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Section 2.4.6

Consulting Reports

The consulting report provides expertise on technical problems for audiences that are not expertin the field of interest. Consulting reports are written by outside experts for groups ororganizations that do not have the time or the expertise to treat the subject or problem. Hence, aconsulting report may present experimental work on a problem defined by a client. Onecommon variation on the consulting report is the white paper, which examines a general problemfrom an expert's perspective. White papers do not present experimental inquiries but, rather,cover a series of findings or generalizations based on expert insights into a problem or class ofproblems and a set of issues. These findings constitute the body of the consulting report. Inother respects, the consulting report follows the general structure of the formal report: front matter, body, and back matter.

The following white paper examines a class of problems from an expert's point of view. It isaddressed, however, to the nonexpert who stands to benefit from this information.


The New Strategy of Integrated Systems:

Why Technology Doesn't Always Mean

Competitive Advantage

May 15, 1984

M. B. Packer

Executive Vice President

Technology Systems and Operations

Simon and Schuster

Upper Saddle River, NJ


Introduction

Many executives now devote substantial portions of their day to worrying about new technology:how to develop it, how to market it, how to use it, and not least how to pay for it. Yet, becausethe new wave of technology sweeping through corporations is fundamentally different fromprevious technologies, new kinds of strategies must be devised to gain competitive advantage.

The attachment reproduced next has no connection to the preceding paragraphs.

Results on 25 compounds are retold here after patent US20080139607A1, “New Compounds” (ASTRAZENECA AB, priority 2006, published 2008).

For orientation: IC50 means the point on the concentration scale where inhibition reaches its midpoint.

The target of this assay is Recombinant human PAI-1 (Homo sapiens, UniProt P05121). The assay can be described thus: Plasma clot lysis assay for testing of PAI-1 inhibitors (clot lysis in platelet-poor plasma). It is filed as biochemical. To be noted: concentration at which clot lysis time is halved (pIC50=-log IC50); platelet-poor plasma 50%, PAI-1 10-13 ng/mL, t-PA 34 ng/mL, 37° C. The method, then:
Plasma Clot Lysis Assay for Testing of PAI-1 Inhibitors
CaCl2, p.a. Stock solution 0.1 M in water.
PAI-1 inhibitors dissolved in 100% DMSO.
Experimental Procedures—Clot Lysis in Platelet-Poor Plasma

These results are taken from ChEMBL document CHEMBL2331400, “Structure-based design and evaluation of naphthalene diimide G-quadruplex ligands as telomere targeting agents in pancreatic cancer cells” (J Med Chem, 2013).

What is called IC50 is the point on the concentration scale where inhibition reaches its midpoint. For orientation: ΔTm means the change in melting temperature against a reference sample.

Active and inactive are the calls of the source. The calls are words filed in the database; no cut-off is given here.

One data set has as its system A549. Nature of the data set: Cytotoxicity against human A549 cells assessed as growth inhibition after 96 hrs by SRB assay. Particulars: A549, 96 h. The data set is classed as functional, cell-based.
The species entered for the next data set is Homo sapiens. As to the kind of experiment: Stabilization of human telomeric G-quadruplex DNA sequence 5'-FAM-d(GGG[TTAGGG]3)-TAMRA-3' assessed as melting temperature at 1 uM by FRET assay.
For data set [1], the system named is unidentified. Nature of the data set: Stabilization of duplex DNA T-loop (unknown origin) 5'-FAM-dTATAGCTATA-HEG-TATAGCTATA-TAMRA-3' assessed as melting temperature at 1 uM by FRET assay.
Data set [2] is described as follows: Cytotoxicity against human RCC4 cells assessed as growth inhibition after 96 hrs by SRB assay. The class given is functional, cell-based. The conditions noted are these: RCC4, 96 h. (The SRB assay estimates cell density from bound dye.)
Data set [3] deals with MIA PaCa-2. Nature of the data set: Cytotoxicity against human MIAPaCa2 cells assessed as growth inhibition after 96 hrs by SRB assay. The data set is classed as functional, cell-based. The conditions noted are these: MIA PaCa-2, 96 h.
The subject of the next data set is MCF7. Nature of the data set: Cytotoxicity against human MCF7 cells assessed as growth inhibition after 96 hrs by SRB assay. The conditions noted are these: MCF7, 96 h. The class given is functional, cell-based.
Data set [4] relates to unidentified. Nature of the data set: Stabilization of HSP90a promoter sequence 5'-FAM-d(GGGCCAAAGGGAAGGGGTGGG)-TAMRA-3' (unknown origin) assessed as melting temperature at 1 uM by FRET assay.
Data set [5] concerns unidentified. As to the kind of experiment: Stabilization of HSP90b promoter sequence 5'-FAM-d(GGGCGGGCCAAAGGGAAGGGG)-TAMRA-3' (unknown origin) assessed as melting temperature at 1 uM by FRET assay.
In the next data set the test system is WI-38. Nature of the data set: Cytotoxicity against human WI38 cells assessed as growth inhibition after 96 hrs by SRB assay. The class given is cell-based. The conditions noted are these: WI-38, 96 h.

The new wave of technology has been building ever since the advent of computers. Betweeninformation technology (e.g., database management systems, office automation, and personalcomputers) and design and manufacturing technology (e.g., computer-aided design, robotics,automated storage/retrieval systems), few industries have remained untouched bycomputerization. Any firm that wishes to remain in business must ride this wave of technology,both in its product line and in its own operations.

How New Technology Can Build Competitive Position

There are only three ways to gain advantage using technology: keep your competitor fromobtaining it, develop or adopt each new technology faster than your rivals do, or implement itbetter than the opposition.

The first of these avenues--keeping competitors from obtaining technology--is impossible if thetechnology was developed in another industry. For instance, Aetna Insurance cannot stopLiberty Mutual from buying the latest IBM computer. Even proprietary technology developedfor a firm's own products is not always safe: "reverse engineering" can reveal technologicaladvances to competitors. A strategy based on trying to keep the competition from obtainingtechnology over the long term seems to work only in industries with large financial barriers toentry (e.g., the chemical process industry) or for firms with unusually strong patent positions.